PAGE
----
KAIST distinguished professor Sang-Yup Lee was named to chair the 17th Metabolic Engineering Conference which will convene on Jeju Island, Korea, next year, under the theme of "Metabolic Engineering for Green Growth." It was decided at the 16th Biochemical Engineering Conference held in Burlington, Vermont, on July 5-9. Metabolic Engineering Conference in 2010 will not only involve presentations and discussions about metabolic engineering, but will inaugurate the “World Council on Industrial Biotechnology,” which will bring together global corporations and the world’s experts in industrial biochemical engineering, according to sources at KAIST. A KAIST official commented, “The fact that the Metabolic Engineering Conference is to be held here [in Korea] proves that Korea is being acknowledged as a key player in this field.” As the world faces the depletion of fossil fuels and environmental pollution, nations are showing increasing interest in industrial biochemical alternatives, such as microscopic organisms or new chemicals, to solve their problems. In addition, efficient production of biochemical materials and bio-fuels using microbes is deemed vital for the future. “The Korean government has become a model to other countries thanks to its leadership in carrying out the ‘Green Growth’ policy,” Professor Sang-Yup Lee said. He stated that KAIST is recognized for its research in advanced biochemical material and fuel production methods. “Green Growth,” a concept first developed by ESCAP, the UN agency working for social and economic cooperation in Asia and the Pacific, aims to achieve sustainable economic growth without destroying the environment. Ref. Department of Biochemical Engineering, Metabolic and BioMolecular Engineering Lab, KAIST
KAIST Appoints Two CEOs for Promotion of Innovative Projects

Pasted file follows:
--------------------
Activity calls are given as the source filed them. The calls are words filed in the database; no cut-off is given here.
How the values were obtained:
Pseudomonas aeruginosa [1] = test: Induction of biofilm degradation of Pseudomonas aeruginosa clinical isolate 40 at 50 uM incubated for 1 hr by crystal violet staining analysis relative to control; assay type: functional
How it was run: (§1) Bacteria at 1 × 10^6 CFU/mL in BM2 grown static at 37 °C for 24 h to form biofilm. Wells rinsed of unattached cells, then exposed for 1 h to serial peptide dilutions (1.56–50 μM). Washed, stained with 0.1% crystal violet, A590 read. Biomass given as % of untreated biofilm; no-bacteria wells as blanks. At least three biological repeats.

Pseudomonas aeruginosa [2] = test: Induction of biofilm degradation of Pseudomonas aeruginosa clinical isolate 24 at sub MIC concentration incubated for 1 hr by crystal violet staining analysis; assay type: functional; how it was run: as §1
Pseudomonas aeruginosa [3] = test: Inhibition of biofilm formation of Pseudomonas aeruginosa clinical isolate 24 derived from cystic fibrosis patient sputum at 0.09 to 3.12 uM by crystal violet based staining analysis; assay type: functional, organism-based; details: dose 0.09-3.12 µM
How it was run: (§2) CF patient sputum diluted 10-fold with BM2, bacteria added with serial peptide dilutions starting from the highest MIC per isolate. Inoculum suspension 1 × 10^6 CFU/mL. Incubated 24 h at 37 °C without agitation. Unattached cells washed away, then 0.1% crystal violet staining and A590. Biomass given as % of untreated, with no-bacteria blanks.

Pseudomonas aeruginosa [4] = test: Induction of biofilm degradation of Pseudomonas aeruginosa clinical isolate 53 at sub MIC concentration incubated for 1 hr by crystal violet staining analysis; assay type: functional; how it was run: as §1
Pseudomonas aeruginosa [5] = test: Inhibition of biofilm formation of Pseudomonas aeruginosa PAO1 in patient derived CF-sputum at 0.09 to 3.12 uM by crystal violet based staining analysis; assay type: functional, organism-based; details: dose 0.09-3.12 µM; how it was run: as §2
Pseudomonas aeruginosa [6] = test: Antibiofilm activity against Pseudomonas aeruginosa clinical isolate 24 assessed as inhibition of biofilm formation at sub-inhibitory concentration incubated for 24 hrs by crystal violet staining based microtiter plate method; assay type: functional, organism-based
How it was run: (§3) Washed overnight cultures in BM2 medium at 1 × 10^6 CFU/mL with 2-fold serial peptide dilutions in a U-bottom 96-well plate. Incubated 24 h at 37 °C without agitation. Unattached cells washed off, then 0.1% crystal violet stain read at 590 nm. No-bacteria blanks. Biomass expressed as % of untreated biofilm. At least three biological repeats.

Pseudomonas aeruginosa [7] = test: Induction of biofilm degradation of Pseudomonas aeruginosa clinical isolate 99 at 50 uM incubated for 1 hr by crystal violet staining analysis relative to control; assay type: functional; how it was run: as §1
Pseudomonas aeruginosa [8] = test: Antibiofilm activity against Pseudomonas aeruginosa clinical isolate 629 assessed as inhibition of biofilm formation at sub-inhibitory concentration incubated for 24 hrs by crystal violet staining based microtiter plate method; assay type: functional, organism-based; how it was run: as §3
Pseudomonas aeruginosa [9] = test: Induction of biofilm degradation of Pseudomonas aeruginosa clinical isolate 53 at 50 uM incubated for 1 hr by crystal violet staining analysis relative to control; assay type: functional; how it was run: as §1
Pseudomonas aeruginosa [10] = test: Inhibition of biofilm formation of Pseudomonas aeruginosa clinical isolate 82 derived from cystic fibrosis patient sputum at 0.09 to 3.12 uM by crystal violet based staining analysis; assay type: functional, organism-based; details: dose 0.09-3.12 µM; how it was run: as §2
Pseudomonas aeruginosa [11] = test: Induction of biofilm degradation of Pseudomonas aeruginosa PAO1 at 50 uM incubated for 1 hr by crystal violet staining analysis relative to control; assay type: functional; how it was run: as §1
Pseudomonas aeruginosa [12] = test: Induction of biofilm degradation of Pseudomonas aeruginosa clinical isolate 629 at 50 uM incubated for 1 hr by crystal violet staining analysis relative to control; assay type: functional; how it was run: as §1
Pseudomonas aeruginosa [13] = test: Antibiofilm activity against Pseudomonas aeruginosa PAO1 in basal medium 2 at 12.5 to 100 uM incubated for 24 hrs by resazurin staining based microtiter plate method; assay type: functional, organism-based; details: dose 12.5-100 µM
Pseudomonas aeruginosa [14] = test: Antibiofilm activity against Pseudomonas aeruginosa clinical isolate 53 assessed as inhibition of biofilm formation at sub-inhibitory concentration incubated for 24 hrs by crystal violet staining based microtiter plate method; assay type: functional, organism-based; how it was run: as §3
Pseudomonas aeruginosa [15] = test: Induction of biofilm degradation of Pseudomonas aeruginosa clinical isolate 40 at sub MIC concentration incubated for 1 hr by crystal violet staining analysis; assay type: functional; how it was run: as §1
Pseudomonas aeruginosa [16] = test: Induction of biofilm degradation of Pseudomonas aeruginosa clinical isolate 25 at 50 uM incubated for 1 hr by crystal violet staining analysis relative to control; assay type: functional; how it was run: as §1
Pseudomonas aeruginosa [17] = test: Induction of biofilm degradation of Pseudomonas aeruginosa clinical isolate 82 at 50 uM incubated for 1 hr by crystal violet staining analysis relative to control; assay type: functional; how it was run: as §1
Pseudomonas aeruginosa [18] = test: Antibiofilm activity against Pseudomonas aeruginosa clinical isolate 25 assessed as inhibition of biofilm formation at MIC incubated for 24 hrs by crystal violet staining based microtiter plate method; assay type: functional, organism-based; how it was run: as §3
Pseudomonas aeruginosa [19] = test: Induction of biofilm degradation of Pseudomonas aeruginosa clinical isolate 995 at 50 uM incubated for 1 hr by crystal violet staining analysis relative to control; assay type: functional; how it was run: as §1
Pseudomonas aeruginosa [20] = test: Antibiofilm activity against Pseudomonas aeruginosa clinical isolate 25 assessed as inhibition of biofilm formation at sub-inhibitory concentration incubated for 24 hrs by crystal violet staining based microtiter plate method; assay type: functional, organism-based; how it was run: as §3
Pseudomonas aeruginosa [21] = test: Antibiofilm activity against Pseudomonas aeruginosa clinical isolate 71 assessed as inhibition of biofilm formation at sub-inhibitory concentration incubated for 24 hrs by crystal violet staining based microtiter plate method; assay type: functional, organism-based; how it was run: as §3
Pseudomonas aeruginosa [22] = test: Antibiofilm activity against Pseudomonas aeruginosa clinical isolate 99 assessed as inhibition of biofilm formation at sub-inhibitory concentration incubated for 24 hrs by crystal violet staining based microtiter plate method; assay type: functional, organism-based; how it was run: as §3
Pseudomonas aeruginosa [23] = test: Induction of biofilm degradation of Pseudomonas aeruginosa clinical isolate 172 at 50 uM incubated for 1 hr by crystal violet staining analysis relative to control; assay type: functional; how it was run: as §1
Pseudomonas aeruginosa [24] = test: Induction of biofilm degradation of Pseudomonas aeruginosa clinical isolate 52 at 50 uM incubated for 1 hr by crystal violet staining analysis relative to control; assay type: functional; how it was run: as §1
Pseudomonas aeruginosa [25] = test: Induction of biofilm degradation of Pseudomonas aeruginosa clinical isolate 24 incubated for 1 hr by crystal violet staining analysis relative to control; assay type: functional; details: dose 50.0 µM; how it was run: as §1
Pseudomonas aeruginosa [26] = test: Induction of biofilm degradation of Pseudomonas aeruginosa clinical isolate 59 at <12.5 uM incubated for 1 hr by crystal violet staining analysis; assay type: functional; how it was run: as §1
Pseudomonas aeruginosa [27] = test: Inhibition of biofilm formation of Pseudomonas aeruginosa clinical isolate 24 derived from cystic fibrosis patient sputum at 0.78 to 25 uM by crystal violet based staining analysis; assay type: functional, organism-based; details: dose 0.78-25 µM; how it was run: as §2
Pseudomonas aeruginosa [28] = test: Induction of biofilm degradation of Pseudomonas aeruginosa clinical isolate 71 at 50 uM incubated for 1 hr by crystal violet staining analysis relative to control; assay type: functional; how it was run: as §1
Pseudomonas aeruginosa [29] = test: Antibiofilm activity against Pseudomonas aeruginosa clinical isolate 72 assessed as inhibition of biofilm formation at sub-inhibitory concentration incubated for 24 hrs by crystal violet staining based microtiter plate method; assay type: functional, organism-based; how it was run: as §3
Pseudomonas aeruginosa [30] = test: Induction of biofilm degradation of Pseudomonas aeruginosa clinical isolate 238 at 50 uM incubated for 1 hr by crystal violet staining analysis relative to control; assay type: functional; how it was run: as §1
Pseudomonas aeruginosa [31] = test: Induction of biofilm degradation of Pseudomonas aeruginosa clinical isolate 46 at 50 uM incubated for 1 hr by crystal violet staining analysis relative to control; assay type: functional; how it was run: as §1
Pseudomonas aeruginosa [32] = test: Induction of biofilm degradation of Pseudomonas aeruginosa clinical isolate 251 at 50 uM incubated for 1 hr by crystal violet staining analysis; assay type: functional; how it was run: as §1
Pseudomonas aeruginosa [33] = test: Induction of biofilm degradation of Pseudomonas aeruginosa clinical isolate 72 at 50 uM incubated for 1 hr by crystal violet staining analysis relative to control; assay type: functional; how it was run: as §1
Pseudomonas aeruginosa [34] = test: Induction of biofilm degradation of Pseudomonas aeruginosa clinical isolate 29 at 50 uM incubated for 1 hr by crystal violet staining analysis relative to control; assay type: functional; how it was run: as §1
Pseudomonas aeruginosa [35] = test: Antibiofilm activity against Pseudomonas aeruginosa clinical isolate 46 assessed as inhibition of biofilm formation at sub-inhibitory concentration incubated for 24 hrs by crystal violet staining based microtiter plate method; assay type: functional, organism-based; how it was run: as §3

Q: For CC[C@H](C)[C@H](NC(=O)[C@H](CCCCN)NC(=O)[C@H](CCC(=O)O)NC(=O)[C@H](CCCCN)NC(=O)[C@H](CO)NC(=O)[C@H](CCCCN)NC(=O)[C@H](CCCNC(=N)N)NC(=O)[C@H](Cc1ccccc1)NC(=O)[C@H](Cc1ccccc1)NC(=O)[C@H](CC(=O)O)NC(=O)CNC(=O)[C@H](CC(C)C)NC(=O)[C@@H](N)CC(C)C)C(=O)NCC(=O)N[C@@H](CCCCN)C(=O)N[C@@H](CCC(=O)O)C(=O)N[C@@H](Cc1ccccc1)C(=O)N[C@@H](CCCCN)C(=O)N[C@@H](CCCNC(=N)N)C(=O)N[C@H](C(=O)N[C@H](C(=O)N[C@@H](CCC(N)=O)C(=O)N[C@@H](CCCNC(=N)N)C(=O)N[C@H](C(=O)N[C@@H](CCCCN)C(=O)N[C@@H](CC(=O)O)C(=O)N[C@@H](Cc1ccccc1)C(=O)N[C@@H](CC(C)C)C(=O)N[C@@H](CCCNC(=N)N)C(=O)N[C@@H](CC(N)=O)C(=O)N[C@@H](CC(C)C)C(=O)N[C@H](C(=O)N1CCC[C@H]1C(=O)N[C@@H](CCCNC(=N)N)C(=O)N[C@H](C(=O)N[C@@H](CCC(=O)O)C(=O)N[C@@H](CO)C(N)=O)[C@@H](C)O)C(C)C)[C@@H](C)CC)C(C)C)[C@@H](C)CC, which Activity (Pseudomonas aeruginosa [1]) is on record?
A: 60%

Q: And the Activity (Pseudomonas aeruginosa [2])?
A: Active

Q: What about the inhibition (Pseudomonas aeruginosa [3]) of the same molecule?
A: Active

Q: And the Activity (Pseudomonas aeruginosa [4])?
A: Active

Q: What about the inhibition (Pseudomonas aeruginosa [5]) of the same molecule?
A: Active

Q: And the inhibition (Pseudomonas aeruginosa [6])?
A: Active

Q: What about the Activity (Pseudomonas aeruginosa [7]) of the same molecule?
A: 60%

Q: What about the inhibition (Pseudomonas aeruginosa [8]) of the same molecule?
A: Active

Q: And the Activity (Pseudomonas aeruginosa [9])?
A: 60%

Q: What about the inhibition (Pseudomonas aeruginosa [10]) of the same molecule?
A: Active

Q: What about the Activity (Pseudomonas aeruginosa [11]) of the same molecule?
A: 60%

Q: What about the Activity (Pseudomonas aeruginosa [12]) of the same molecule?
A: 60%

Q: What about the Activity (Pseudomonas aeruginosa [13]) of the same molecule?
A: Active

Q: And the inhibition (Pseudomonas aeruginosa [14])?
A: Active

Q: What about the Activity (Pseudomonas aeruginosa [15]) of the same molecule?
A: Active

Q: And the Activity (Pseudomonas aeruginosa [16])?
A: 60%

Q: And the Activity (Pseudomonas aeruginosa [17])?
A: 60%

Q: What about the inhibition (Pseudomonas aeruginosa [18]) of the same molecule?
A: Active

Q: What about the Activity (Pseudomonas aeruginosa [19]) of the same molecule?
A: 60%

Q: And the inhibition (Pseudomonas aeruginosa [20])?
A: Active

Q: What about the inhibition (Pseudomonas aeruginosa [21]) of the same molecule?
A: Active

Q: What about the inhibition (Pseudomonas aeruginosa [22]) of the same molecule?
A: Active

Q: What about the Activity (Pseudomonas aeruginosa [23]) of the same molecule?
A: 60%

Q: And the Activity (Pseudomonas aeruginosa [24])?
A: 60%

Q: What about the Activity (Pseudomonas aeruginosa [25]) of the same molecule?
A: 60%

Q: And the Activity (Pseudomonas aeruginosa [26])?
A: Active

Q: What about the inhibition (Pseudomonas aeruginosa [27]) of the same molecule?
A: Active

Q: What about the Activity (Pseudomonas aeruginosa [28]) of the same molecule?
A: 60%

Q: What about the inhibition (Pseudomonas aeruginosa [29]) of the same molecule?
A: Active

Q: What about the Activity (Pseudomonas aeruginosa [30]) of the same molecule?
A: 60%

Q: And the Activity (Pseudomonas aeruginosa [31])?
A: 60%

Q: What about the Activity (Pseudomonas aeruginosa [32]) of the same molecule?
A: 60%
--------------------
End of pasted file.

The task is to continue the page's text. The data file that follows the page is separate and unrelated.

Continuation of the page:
KAIST has appointed chief executive officers (CEO) for the two companies KAIST has recently established to carry out two innovative "low-carbon, green growth projects" supported by the Korean government, university authorities said on Monday (June 2). Chung-Sung Ahn, a former executive of Hyundai Heavy Industries Co., a top shipbuilder of the world, was appointed as the CEO of the Mobile Harbor Co., and Chung-Koo Lee, a former president of Hyundai Motor Co., as CEO of the On-Line Electric Car Co. The two companies have been newly established for the commercial operation of the mobile harbor and on-line electric car projects that KAIST has been working on. KAIST has developed a plan to power electric cars through re-charging strips embedded in roadways. The university has built a prototype on its campus for electric-powered golf carts and worked on designs that would power cars and buses. The mobile harbor system is motivated by a growing need for an innovative container transport service system to effectively meet continuing increase in global container shipping volume, KAIST has developed a system that can unload containers from a containership to a floating harbor in the sea and deliver them to a land terminal and load cargoes in a reverse way. The 71-year-old Ahn of the Mobile Harbor Co. served as the president of the Offshore & Engineering Division and the Industrial Plant & Engineering Division of Hyundai Heavy Industries Co. from 2003 to 2005. He completed Advanced Management Program (AMP) from Harvard Business School in 1990. Ahn obtained Ph.D. in ocean engineering from MIT in 1972, M.S. in naval architecture from MIT in 1969, M.S. in meteorology/oceanography from MIT in 1967 and B.S. in Maritime Science from Korea Maritime University in 1959. Chung-Koo Lee, 64, served as president of Hyundai Motor Co. from 1992 to 2002 and as a member of the Presidential Advisory Council on Science and Technology from 2001 to 2003.